“But I’ve seen players paid enough to live on, wages which kept them humble and hungry. Those players, I have quite a long list of the ones who came through. They were players who weren’t given too much too young, who weren’t paid to fail. There are enough examples in the game now of players who have been kept hungry.

“That was why we chose to bring our wages in line. It’s the right thing to do.”

Alex Inglethorpe quote Liverpool 2019

He is quick to add, of course, that players who significantly exceed expectations, who progress to the first-team and stay there, will be rewarded for their progress. "If you are training and playing with the first team," he says, "you will be looked after."

Alexander-Arnold is one such example. At 20, he is set to start his second Champions League final. He is already a full England international, with a World Cup under his belt, and who was named in the PFA Team of the Year this season. He is, in every sense, the poster boy for what Liverpool are trying to achieve at the Academy.

“Trent probably hasn’t done us any favours!” Inglethorpe jokes, suggesting his rise will lead to impatience among those looking to follow in his footsteps. “But what he has done is he’s shown us it is possible.

“There’s no blueprint, no book I can give you to say ‘this is how you make a player’. Some players like Trent can, through talent and a little bit of luck, find a way to get in and stay in. But that’s hard, and not everyone can do it. Others may need to do it a different way, they may need 200 games on loan first. Everyone's different.”

Inglethorpe admits he can be a hard man to please, and that comes across as he speaks. He praises Barry Lewtas’ Youth Cup-winning side, and reflects on the senior debuts of Ki-Jana Hoever, Curtis Jones and Rafa Camacho in January. His words, though, come with a warning.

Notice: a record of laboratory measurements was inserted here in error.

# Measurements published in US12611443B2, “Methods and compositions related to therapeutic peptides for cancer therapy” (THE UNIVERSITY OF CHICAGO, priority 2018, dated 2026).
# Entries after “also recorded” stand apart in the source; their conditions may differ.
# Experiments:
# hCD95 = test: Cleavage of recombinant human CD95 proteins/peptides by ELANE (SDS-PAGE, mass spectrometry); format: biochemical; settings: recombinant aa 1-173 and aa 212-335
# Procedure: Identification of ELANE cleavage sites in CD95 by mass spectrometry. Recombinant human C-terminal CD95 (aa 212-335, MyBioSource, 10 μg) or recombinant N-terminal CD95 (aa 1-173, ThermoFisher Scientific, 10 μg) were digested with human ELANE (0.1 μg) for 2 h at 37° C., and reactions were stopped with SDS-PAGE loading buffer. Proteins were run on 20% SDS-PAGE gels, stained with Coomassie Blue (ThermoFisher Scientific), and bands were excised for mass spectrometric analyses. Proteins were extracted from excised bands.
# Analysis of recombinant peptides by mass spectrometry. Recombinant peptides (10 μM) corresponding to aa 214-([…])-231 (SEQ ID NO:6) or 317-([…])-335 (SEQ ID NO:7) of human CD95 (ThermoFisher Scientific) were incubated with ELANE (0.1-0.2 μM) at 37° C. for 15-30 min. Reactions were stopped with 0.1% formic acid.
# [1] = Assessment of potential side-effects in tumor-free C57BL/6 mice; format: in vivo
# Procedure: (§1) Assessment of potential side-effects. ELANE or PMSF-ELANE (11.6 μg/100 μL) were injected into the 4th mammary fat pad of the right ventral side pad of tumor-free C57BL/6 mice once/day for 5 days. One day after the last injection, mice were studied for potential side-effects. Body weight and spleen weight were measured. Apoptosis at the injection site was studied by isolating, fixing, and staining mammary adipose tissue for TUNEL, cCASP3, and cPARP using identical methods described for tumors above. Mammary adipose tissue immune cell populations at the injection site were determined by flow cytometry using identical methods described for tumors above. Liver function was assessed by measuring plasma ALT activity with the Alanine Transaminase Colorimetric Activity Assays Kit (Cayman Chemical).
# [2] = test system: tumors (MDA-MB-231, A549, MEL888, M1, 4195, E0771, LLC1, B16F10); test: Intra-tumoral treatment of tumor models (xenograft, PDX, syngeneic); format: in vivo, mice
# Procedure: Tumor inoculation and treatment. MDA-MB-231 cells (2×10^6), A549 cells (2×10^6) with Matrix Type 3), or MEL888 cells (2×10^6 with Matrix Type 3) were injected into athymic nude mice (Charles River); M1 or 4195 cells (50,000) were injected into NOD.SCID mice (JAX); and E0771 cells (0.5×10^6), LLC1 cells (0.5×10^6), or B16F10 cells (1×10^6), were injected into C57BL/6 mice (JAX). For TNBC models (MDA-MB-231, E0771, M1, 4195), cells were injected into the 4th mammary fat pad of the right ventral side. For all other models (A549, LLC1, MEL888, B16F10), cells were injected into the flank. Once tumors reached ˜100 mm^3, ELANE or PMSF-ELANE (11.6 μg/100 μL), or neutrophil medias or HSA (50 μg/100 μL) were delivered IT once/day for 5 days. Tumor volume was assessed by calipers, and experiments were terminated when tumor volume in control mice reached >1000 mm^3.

“It’s a process, not an outcome,” he says. “We don’t want a player’s best moment in football to be their debut, or winning the Youth Cup. If that’s the highlight, then we’ve failed. It should always be ‘what’s next?’

“I don’t look at league tables, because I think it alters the opinion you have and the decision-making process.

“I’m very lucky. The owners – Mike Gordon, Michael Edwards – they will never ask me where we are in the league. If we are top of the league or we win the Youth Cup, I’m never going to get a text or an email or a phone call saying ‘well done’. The only question I get asked consistently is ‘who’s next?’

“We could win the Youth Cup for the next 10 years running, and if there’s no player coming through to the first-team then I am out of a job, and rightly so.”

Liverpool under-18s FA Youth Cup 2019Getty

Five years into his role as Academy director, and almost seven since he arrived on Merseyside, Ingelethorpe, clearly, is aware of the pressures which come with his job.

“I appreciate it, and I’m very lucky,” he says. “It’s an exciting time, especially with the first-team moving to Kirkby [in 2020].

“Sometimes you have to recognise when you’ve got it good, and when the club has got it good. 

“Because one thing that football teaches you is that it won’t stay that way forever.”